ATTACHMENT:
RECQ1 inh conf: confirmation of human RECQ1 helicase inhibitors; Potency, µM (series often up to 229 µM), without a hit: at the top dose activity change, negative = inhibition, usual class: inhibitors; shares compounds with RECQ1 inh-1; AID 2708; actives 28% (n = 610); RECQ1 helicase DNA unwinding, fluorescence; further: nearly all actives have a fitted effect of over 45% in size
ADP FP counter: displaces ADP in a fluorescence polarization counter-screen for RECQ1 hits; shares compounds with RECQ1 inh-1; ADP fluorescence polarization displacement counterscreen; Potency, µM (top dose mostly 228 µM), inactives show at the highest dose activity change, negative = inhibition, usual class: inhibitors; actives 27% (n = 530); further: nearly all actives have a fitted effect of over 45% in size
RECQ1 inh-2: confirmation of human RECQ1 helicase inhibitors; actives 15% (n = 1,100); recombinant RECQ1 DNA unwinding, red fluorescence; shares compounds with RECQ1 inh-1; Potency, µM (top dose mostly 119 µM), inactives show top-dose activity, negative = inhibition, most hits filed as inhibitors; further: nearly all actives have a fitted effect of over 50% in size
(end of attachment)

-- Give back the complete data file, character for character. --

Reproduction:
RECQ1 inh conf: confirmation of human RECQ1 helicase inhibitors; Potency, µM (series often up to 229 µM), without a hit: at the top dose activity change, negative = inhibition, usual class: inhibitors; shares compounds with RECQ1 inh-1; AID 2708; actives 28% (n = 610); RECQ1 helicase DNA unwinding, fluorescence; further: nearly all actives have a fitted effect of over 45% in size
ADP FP counter: displaces ADP in a fluorescence polarization counter-screen for RECQ1 hits; shares compounds with RECQ1 inh-1; ADP fluorescence polarization displacement counterscreen; Potency, µM (top dose mostly 228 µM), inactives show at the highest dose activity change, negative = inhibition, usual class: inhibitors; actives 27% (n = 530); further: nearly all actives have a fitted effect of over 45% in size
RECQ1 inh-2: confirmation of human RECQ1 helicase inhibitors; actives 15% (n = 1,100); recombinant RECQ1 DNA unwinding, red fluorescence; shares compounds with RECQ1 inh-1; Potency, µM (top dose mostly 119 µM), inactives show top-dose activity, negative = inhibition, most hits filed as inhibitors; further: nearly all actives have a fitted effect of over 50% in size